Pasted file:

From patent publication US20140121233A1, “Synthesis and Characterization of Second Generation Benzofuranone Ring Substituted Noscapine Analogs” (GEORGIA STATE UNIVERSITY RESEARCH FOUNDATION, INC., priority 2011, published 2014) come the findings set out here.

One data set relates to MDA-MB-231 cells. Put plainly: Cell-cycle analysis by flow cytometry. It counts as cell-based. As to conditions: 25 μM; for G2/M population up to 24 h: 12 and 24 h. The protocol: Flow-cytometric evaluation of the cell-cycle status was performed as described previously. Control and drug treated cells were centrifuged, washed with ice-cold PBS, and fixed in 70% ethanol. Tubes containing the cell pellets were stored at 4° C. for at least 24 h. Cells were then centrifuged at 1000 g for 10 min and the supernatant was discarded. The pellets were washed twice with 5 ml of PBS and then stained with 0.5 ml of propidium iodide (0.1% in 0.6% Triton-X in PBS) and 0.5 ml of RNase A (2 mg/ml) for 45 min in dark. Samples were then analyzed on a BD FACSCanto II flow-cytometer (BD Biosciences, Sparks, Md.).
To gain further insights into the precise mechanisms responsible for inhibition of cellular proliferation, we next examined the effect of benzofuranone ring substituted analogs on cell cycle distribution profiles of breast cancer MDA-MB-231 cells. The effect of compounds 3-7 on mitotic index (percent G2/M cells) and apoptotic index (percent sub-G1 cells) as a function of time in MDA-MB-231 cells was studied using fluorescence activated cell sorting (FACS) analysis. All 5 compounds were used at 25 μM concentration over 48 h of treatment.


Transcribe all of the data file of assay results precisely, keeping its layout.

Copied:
From patent publication US20140121233A1, “Synthesis and Characterization of Second Generation Benzofuranone Ring Substituted Noscapine Analogs” (GEORGIA STATE UNIVERSITY RESEARCH FOUNDATION, INC., priority 2011, published 2014) come the findings set out here.

One data set relates to MDA-MB-231 cells. Put plainly: Cell-cycle analysis by flow cytometry. It counts as cell-based. As to conditions: 25 μM; for G2/M population up to 24 h: 12 and 24 h. The protocol: Flow-cytometric evaluation of the cell-cycle status was performed as described previously. Control and drug treated cells were centrifuged, washed with ice-cold PBS, and fixed in 70% ethanol. Tubes containing the cell pellets were stored at 4° C. for at least 24 h. Cells were then centrifuged at 1000 g for 10 min and the supernatant was discarded. The pellets were washed twice with 5 ml of PBS and then stained with 0.5 ml of propidium iodide (0.1% in 0.6% Triton-X in PBS) and 0.5 ml of RNase A (2 mg/ml) for 45 min in dark. Samples were then analyzed on a BD FACSCanto II flow-cytometer (BD Biosciences, Sparks, Md.).
To gain further insights into the precise mechanisms responsible for inhibition of cellular proliferation, we next examined the effect of benzofuranone ring substituted analogs on cell cycle distribution profiles of breast cancer MDA-MB-231 cells. The effect of compounds 3-7 on mitotic index (percent G2/M cells) and apoptotic index (percent sub-G1 cells) as a function of time in MDA-MB-231 cells was studied using fluorescence activated cell sorting (FACS) analysis. All 5 compounds were used at 25 μM concentration over 48 h of treatment.